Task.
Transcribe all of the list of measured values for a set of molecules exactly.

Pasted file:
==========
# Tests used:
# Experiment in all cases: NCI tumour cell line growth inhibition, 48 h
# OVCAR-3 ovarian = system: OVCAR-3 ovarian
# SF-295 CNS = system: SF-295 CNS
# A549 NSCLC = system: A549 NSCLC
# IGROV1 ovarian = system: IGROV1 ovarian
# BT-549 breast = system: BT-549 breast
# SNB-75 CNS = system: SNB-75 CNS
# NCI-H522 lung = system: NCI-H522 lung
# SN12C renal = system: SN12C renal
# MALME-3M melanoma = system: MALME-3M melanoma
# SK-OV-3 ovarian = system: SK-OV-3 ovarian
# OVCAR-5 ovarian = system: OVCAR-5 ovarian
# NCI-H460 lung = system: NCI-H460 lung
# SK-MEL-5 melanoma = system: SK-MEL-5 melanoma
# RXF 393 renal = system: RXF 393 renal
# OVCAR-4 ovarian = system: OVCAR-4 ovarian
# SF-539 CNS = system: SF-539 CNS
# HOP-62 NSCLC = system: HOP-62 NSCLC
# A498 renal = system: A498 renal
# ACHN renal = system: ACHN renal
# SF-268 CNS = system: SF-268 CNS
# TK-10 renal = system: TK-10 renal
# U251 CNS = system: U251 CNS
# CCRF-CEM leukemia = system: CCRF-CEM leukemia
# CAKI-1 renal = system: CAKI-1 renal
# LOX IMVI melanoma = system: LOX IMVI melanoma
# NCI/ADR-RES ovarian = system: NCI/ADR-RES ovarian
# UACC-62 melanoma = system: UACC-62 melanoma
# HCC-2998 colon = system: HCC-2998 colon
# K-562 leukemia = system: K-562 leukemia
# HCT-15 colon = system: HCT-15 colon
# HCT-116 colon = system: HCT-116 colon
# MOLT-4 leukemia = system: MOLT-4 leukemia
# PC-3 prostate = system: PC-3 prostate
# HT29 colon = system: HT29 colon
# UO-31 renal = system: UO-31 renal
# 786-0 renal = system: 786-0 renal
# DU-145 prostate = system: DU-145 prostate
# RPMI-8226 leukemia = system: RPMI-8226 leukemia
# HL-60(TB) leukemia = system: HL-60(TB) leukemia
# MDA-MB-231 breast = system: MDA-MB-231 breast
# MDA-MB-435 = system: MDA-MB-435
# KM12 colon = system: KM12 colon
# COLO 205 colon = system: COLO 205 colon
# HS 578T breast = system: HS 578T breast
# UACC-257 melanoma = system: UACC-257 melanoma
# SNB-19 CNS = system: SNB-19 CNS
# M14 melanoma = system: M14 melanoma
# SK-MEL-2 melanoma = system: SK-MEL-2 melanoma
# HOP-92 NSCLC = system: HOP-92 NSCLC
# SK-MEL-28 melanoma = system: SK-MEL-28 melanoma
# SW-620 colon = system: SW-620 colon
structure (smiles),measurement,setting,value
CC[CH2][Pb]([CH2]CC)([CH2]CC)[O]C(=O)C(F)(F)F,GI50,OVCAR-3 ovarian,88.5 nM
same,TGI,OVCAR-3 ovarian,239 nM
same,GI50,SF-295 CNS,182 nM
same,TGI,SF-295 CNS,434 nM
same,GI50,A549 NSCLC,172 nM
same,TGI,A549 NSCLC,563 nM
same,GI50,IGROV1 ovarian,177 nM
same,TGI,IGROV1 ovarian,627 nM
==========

# Tests used:
# Experiment in all cases: NCI tumour cell line growth inhibition, 48 h
# OVCAR-3 ovarian = system: OVCAR-3 ovarian
# SF-295 CNS = system: SF-295 CNS
# A549 NSCLC = system: A549 NSCLC
# IGROV1 ovarian = system: IGROV1 ovarian
# BT-549 breast = system: BT-549 breast
# SNB-75 CNS = system: SNB-75 CNS
# NCI-H522 lung = system: NCI-H522 lung
# SN12C renal = system: SN12C renal
# MALME-3M melanoma = system: MALME-3M melanoma
# SK-OV-3 ovarian = system: SK-OV-3 ovarian
# OVCAR-5 ovarian = system: OVCAR-5 ovarian
# NCI-H460 lung = system: NCI-H460 lung
# SK-MEL-5 melanoma = system: SK-MEL-5 melanoma
# RXF 393 renal = system: RXF 393 renal
# OVCAR-4 ovarian = system: OVCAR-4 ovarian
# SF-539 CNS = system: SF-539 CNS
# HOP-62 NSCLC = system: HOP-62 NSCLC
# A498 renal = system: A498 renal
# ACHN renal = system: ACHN renal
# SF-268 CNS = system: SF-268 CNS
# TK-10 renal = system: TK-10 renal
# U251 CNS = system: U251 CNS
# CCRF-CEM leukemia = system: CCRF-CEM leukemia
# CAKI-1 renal = system: CAKI-1 renal
# LOX IMVI melanoma = system: LOX IMVI melanoma
# NCI/ADR-RES ovarian = system: NCI/ADR-RES ovarian
# UACC-62 melanoma = system: UACC-62 melanoma
# HCC-2998 colon = system: HCC-2998 colon
# K-562 leukemia = system: K-562 leukemia
# HCT-15 colon = system: HCT-15 colon
# HCT-116 colon = system: HCT-116 colon
# MOLT-4 leukemia = system: MOLT-4 leukemia
# PC-3 prostate = system: PC-3 prostate
# HT29 colon = system: HT29 colon
# UO-31 renal = system: UO-31 renal
# 786-0 renal = system: 786-0 renal
# DU-145 prostate = system: DU-145 prostate
# RPMI-8226 leukemia = system: RPMI-8226 leukemia
# HL-60(TB) leukemia = system: HL-60(TB) leukemia
# MDA-MB-231 breast = system: MDA-MB-231 breast
# MDA-MB-435 = system: MDA-MB-435
# KM12 colon = system: KM12 colon
# COLO 205 colon = system: COLO 205 colon
# HS 578T breast = system: HS 578T breast
# UACC-257 melanoma = system: UACC-257 melanoma
# SNB-19 CNS = system: SNB-19 CNS
# M14 melanoma = system: M14 melanoma
# SK-MEL-2 melanoma = system: SK-MEL-2 melanoma
# HOP-92 NSCLC = system: HOP-92 NSCLC
# SK-MEL-28 melanoma = system: SK-MEL-28 melanoma
# SW-620 colon = system: SW-620 colon
structure (smiles),measurement,setting,value
CC[CH2][Pb]([CH2]CC)([CH2]CC)[O]C(=O)C(F)(F)F,GI50,OVCAR-3 ovarian,88.5 nM
same,TGI,OVCAR-3 ovarian,239 nM
same,GI50,SF-295 CNS,182 nM
same,TGI,SF-295 CNS,434 nM
same,GI50,A549 NSCLC,172 nM
same,TGI,A549 NSCLC,563 nM
same,GI50,IGROV1 ovarian,177 nM
same,TGI,IGROV1 ovarian,627 nM